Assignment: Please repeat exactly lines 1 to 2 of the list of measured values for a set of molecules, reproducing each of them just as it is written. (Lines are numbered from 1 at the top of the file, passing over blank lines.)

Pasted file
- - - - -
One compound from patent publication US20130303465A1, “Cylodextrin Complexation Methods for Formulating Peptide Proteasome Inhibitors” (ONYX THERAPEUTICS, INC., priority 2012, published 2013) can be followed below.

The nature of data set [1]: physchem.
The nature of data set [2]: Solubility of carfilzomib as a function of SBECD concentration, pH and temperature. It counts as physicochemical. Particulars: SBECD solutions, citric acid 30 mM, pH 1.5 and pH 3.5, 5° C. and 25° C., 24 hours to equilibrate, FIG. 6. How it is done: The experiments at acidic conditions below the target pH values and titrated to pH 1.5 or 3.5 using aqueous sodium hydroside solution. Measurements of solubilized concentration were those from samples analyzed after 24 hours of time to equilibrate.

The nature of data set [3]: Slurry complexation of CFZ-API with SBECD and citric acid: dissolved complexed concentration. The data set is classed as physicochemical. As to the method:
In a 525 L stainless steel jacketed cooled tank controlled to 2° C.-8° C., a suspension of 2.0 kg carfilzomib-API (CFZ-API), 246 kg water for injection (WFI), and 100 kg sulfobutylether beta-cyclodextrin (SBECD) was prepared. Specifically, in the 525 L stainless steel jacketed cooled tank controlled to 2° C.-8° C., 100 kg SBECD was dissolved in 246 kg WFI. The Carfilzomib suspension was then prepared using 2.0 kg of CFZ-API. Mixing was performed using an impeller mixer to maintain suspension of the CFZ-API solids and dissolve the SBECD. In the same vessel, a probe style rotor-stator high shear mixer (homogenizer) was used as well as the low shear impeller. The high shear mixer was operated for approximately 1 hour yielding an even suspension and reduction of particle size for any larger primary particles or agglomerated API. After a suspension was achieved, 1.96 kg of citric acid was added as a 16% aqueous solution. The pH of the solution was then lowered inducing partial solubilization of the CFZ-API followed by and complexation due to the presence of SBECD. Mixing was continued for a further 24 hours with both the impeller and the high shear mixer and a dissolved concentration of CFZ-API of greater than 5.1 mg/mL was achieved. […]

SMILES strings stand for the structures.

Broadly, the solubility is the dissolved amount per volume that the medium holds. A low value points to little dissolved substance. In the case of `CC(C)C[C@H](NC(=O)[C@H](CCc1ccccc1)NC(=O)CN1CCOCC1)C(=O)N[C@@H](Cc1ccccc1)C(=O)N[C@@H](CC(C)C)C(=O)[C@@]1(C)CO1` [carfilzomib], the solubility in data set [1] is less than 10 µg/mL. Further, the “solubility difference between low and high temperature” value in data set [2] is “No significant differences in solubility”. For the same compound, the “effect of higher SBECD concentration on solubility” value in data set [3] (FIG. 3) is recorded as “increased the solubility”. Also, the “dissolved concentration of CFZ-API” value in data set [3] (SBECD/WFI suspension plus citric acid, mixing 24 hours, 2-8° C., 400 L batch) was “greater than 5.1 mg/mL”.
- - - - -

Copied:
One compound from patent publication US20130303465A1, “Cylodextrin Complexation Methods for Formulating Peptide Proteasome Inhibitors” (ONYX THERAPEUTICS, INC., priority 2012, published 2013) can be followed below.

The nature of data set [1]: physchem.